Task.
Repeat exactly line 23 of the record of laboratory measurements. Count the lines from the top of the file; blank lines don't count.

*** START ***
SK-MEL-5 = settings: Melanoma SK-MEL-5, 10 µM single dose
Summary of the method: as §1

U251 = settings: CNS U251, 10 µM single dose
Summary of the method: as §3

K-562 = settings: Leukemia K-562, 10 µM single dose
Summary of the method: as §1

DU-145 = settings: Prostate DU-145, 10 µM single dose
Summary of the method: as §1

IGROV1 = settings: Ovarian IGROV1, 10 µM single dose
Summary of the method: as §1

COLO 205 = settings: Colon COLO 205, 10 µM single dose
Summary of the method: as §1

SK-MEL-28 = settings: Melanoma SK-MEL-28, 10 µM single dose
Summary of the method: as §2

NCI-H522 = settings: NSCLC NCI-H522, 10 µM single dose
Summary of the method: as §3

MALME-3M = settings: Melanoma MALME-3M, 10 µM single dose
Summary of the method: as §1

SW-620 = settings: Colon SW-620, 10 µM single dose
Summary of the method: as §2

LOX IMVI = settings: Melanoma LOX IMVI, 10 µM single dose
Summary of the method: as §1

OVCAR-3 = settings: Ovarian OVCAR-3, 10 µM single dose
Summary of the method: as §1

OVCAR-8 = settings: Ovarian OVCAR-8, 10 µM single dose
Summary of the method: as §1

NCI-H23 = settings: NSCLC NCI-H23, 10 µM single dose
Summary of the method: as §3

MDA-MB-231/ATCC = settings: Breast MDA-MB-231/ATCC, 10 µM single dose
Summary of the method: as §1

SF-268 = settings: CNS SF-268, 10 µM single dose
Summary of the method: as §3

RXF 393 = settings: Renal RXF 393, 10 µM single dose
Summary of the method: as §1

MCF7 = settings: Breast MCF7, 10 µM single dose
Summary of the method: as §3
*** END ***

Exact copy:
OVCAR-3 = settings: Ovarian OVCAR-3, 10 µM single dose